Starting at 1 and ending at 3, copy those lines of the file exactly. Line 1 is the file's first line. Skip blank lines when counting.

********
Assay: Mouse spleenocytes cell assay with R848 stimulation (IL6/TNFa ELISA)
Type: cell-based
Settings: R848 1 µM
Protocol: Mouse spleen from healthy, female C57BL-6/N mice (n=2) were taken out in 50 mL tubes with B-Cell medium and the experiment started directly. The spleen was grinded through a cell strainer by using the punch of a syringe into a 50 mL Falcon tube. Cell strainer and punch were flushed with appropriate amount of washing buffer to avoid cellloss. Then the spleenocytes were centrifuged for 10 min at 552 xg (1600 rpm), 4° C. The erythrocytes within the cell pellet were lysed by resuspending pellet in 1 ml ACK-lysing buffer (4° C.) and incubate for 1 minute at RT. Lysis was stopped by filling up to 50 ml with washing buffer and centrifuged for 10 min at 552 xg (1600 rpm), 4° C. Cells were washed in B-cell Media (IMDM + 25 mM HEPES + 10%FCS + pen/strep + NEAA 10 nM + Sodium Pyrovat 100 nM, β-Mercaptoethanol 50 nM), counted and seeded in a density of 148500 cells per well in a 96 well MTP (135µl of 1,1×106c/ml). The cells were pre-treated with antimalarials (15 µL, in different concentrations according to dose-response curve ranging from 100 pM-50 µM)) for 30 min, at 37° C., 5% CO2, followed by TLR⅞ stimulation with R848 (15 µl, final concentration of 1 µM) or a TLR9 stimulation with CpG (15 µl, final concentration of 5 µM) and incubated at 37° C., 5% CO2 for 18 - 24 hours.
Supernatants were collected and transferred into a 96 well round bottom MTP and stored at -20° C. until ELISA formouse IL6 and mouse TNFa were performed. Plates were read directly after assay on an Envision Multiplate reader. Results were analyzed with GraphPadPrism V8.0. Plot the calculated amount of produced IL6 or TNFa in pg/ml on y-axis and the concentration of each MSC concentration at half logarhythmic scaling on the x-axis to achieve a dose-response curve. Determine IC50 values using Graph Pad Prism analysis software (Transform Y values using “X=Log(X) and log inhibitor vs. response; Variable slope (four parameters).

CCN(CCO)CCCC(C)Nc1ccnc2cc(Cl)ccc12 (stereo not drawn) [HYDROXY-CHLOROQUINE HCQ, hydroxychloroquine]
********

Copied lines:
Assay: Mouse spleenocytes cell assay with R848 stimulation (IL6/TNFa ELISA)
Type: cell-based
Settings: R848 1 µM